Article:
If you never really understood the meaning of "plus-size" or "body positive," you may be pleased to know that these terms are on their way out, in favor of "size-inclusive," a word that refers much more to the notion of diversity in terms of sizes and body shapes and should gradually become a fixture in the landscape of women's clothing.
While players in the ready-to-wear industry are currently reinventing themselves in order to create fashion that is more respectful of the environment and animal welfare, the issue of diversity is also at the forefront. Sex, gender, sexual orientation, skin color, or origin are increasingly taken into account by the major houses and designers when developing their collections. Measurements, a sensitive topic in the fashion industry, are also getting a lot of attention these days, to the point of pushing brands to offer clothes adapted to (absolutely) all women.
An end to the diktats?
From catwalks to streetstyle and advertising campaigns, so-called plus-size women have been increasingly visible in the world of fashion in recent years, giving rise to or reviving many movements such as "body positive." From major luxury houses to fast fashion brands, curvy women have quickly become new fashion favorites, while retailers have seen the birth of sizes beyond 50 and collection names that pay homage to such inclusivity.
A small step for fashion, a big step for women who don't correspond to the usual diktats imposed by the sector? Well, yes and no. Because while we may be able to talk about an evolution of mentalities, many brands are distinctly proposing collections in so-called "standard" sizes and "plus-size" collections; and the first do not resemble the second at all. So the real breakthrough would be to design collections for... all women.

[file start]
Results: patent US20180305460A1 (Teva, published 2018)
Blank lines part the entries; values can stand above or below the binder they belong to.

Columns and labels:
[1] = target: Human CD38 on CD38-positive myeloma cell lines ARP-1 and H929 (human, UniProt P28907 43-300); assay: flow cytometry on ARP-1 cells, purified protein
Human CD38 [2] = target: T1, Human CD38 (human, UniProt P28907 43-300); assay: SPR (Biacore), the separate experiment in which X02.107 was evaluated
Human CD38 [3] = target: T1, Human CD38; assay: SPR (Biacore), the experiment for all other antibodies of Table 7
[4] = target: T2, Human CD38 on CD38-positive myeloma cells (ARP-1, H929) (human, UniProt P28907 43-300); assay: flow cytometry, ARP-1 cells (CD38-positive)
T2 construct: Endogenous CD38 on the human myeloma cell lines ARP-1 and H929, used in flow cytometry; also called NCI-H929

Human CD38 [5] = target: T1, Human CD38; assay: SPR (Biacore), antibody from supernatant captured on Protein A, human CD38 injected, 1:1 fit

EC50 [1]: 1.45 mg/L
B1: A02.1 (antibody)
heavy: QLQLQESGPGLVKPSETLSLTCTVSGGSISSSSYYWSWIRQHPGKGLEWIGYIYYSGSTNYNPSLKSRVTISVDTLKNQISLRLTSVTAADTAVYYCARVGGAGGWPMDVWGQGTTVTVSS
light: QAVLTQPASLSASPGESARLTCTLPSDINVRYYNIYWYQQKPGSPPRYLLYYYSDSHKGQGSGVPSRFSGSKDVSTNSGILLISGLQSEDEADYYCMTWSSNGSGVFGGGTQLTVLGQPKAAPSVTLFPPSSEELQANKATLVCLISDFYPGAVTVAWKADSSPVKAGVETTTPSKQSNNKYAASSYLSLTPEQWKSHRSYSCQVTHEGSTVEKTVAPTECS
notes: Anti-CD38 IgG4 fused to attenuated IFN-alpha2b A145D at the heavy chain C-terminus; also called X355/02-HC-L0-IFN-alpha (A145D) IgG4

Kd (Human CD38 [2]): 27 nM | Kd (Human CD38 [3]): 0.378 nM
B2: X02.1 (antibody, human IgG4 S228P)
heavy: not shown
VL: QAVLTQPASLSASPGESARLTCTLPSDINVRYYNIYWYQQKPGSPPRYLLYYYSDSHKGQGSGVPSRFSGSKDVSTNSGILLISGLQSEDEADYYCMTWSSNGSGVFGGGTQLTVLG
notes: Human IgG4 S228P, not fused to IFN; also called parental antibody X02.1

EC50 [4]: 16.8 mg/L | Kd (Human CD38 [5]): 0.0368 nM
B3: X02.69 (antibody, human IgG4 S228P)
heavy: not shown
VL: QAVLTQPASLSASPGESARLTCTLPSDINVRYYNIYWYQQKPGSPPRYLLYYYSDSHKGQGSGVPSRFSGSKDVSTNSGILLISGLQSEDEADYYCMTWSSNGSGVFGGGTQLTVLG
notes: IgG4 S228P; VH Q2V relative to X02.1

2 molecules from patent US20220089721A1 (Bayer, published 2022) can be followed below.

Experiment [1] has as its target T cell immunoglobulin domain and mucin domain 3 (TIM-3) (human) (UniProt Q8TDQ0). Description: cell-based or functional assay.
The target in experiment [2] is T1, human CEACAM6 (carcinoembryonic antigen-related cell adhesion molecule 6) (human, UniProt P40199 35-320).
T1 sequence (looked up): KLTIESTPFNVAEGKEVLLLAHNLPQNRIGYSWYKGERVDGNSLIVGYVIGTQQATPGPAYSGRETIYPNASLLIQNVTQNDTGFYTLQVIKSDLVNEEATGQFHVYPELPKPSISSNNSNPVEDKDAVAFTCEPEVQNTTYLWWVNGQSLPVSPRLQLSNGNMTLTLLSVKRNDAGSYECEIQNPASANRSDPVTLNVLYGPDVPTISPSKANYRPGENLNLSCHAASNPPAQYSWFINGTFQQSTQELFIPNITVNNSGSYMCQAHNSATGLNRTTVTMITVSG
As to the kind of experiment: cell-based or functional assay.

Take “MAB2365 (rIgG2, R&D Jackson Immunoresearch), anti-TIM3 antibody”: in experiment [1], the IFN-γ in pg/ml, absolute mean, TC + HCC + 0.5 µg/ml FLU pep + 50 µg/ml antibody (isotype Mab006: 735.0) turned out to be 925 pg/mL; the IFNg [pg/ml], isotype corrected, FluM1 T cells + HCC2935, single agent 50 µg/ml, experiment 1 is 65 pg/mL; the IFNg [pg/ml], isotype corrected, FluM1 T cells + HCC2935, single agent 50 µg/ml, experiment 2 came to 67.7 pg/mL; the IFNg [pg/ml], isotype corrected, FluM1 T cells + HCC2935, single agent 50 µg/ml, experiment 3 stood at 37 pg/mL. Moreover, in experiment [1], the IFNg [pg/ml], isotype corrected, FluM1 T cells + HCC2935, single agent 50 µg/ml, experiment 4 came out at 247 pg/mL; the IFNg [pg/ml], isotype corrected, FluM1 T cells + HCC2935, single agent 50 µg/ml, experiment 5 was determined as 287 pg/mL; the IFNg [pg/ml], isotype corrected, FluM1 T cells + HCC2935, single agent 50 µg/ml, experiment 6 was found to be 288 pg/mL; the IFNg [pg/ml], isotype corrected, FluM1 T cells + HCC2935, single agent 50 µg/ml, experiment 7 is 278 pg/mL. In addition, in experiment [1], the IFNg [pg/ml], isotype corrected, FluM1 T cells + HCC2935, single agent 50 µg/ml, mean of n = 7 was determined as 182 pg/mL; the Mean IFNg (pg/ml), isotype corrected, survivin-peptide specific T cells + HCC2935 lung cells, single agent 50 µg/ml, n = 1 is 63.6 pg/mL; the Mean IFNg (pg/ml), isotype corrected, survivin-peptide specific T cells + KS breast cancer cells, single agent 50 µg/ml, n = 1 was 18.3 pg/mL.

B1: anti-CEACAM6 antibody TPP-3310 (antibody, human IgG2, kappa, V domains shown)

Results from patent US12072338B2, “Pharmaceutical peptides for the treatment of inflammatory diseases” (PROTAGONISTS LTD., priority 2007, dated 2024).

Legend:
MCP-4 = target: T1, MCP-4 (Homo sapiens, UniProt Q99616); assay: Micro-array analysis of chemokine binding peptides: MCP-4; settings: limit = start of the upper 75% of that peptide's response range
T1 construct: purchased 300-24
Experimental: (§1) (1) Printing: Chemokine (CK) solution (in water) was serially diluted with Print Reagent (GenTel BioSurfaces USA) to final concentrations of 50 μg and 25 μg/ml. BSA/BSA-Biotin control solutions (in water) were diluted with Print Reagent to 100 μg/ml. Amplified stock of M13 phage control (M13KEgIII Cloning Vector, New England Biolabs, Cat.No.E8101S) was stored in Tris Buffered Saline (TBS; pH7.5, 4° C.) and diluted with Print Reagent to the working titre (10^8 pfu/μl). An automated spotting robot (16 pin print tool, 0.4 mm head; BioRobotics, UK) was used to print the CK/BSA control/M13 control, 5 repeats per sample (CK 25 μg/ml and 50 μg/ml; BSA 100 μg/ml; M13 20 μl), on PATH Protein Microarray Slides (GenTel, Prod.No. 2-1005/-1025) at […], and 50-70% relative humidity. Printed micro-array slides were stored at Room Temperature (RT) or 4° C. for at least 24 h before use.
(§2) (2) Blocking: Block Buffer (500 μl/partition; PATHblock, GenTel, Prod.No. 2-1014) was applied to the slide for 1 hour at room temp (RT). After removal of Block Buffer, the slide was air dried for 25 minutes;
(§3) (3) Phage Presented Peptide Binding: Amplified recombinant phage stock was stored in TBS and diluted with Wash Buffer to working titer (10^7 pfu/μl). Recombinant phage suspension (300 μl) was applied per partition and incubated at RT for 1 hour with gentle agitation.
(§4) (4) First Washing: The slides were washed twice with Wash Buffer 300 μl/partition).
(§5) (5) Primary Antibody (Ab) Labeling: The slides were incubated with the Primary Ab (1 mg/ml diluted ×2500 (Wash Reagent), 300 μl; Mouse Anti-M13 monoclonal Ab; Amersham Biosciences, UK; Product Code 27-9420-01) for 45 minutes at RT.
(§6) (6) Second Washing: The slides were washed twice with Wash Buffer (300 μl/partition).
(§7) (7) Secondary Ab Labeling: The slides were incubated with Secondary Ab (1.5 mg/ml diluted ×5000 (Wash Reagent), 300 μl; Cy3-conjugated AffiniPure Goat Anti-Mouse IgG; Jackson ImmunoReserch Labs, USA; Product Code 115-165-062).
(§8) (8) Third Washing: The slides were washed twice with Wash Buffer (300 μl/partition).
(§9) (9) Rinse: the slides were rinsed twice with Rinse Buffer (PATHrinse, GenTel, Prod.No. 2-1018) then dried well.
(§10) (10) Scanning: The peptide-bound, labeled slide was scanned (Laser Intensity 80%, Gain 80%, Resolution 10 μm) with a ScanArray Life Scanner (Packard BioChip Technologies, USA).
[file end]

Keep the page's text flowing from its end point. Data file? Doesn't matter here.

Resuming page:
The emergence of size-inclusive
This is where 'size-inclusive' comes in -- the word you will hear everywhere in the coming months. Because some brands have had the good idea to launch collections from size 00 to size 22 that adapt to all body shapes. No more exclusion of women, the "size-inclusive" approach is set to allow all women to access their favorite fashion collections.
Among the pioneering "size-inclusive" brands are Universal Standard, with models ranging from 00 to 40, and Good American, with jeans ranging from 00 to 24. The number of players involved for the moment remains small but the practice should become more widespread in the coming months.